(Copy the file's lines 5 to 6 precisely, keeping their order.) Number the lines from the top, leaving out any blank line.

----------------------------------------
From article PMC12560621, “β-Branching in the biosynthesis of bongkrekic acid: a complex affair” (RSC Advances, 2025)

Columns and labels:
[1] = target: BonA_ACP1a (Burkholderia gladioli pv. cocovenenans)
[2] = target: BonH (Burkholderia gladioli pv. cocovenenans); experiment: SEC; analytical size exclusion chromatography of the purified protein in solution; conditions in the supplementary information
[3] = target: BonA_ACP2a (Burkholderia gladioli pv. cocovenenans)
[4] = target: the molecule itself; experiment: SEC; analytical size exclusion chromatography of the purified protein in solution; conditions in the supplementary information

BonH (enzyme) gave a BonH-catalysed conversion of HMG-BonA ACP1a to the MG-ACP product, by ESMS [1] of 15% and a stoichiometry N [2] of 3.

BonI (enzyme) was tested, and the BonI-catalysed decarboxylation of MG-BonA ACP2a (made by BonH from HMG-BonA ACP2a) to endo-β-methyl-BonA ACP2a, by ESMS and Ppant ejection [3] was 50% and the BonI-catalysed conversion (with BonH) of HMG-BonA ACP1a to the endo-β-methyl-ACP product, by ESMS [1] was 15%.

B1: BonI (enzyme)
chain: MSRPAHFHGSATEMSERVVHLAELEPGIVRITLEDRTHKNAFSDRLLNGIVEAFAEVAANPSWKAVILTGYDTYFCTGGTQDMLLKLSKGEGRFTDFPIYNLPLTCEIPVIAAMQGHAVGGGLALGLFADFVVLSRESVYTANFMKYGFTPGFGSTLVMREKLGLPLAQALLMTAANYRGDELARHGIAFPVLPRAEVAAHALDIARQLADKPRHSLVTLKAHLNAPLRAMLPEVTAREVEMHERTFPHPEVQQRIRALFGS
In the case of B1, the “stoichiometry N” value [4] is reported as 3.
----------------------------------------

[3] = target: BonA_ACP2a (Burkholderia gladioli pv. cocovenenans)
[4] = target: the molecule itself; experiment: SEC; analytical size exclusion chromatography of the purified protein in solution; conditions in the supplementary information